1. Organize your birdhouse building plans based on the species in your area and those you want to attract. There are numerous resources available that provide overviews of popular species in your area, as well as their respective feeding preferences. I find that searching online is free and easy; while also providing all the information needed. You may have spotted birds in your area and are not quite sure of the species. The online search can help you identify the bird by a photo or by various features of the bird. Your search words should include the question that you are asking or simple key words such as “birds in the northeast”, “red birds in New Jersey”, etc.
2. Be sure to have the proper tools and building materials. The tools and materials depend on the final product you want to hang or display. Birdhouse building projects range from a simple basic birdhouse built from wood scraps to complex decorative designs requiring the purchasing of materials. The choice of tools obviously is determined by the design you choose. It can be the simple and traditional box-style birdhouse with a roof; or a highly precise and complex decorated structure. For a basic design, you can get by with a hand saw, hammer, drill, ruler and screw driver. Likewise, the material list for the basic birdhouse is also simple. Some scrap wood, preferably 1″ xÂ 8″Â x 10″, wooden dowels Â Â¼” x Â 4″ long, a 1Â¼” drill bit, waterproof wood glue, finishing nails or galvanized wood screws. A more complex birdhouse design will require additional tools and materials.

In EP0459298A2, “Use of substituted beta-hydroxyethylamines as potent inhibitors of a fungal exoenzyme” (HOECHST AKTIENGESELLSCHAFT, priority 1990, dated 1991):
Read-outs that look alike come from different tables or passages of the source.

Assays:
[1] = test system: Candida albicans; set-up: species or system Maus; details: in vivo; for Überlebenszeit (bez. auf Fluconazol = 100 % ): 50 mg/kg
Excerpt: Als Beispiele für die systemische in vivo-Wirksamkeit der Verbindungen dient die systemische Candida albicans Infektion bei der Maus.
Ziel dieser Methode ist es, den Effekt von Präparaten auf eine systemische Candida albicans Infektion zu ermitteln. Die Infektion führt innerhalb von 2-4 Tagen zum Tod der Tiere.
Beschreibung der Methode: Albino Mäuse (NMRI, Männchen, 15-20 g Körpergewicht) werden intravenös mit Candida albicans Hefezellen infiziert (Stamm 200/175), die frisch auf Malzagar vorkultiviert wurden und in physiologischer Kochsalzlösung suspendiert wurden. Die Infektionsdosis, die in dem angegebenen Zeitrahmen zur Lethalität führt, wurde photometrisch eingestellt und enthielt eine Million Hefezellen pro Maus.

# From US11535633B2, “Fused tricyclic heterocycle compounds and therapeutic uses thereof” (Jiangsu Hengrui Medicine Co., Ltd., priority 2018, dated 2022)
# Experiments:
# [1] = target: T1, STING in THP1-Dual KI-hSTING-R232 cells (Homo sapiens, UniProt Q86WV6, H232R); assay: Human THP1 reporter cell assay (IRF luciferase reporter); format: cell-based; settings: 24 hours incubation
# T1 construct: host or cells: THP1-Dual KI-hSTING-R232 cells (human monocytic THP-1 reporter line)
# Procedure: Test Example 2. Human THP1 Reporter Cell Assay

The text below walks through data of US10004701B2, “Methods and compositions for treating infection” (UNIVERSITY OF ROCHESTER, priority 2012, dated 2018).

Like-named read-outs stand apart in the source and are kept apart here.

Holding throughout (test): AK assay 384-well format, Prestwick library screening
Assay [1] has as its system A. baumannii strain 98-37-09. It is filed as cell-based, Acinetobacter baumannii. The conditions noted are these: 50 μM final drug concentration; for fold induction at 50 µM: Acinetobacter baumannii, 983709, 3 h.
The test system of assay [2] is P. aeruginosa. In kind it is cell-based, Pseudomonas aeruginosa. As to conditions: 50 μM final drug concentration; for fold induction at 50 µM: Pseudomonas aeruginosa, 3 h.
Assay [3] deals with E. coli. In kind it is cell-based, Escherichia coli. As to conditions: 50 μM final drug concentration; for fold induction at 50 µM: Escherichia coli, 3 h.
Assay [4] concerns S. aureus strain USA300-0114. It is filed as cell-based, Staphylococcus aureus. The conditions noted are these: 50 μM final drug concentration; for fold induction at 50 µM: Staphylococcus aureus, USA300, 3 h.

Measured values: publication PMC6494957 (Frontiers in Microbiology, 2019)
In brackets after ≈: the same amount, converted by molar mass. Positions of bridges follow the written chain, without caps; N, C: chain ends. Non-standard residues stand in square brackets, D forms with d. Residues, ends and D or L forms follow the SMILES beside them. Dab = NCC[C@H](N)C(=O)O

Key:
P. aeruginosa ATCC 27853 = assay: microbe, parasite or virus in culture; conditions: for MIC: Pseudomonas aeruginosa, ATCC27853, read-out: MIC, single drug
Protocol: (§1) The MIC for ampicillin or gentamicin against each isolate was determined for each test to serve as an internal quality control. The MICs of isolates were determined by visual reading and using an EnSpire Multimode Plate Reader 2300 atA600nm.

3. Take the time to select the proper paints and/or stains. Â The right selection of finishes is critical to insuring that your bird house remains durable over time. When you complete your birdhouse, there is a feeling of pride and accomplishment. You certainly want it to last through the harsh weather conditions associated with extremely hot summers and cold snowy winters and everything in between. Use only exterior paints and polyurethane finishes for your bird house project. Make sure you properly prepare wood finishes by sanding off the burrs and blemishes first. Lastly, never apply paints or stains to the inside of the birdhouse.
4. Properly hanging and placing a birdhouse will get you the most activity. Placement of your birdhouse is as important as the structure itself. Poles, fences, and trees are the most common objects that bird houses hang from. A metal pole is my first choice, as it harder for predators, like snakes and raccoons, to raid the nest. Poles are also easy to maintain. While it could be more work to install a pole for your birdhouse, the benefits may outweigh your efforts. A pole can be placed in a location that brings maximum visibility; enabling you to enjoy your hobby while also providing accessibility for maintenance. From an aesthetic point of view however, I prefer hanging my birdhouses on trees.
5. Caring for your birdhouse is relatively simple if you build it with an easily removable roof or wall AND drill drainage holes in the floor. The drainage holes not only remove rainwater, but provide air flow that helps keep insect population low. At the end of each season I recommend you remove the bedding. Make sure the drainage holes are clear so that any water accumulation is not present thus avoiding winter icing and potential cracking. Visually inspect the birdhouse and check for loose screws and other damages. Repair as necessary. You and others are now ready to enjoy another season of your handy work and see nature as it is intended.
Vincent Saponar lives in North Western New Jersey, and has been an avid birder and outdoorsman for many years. He owns many different binoculars and has considerable knowledge and expertise around not only binoculars, but other sports optics instruments as well, i.e., night vision devices and rangefinders. For more helpful information on binoculars and other sports optics instruments, I recommend visiting http://www.onesourceoptics.com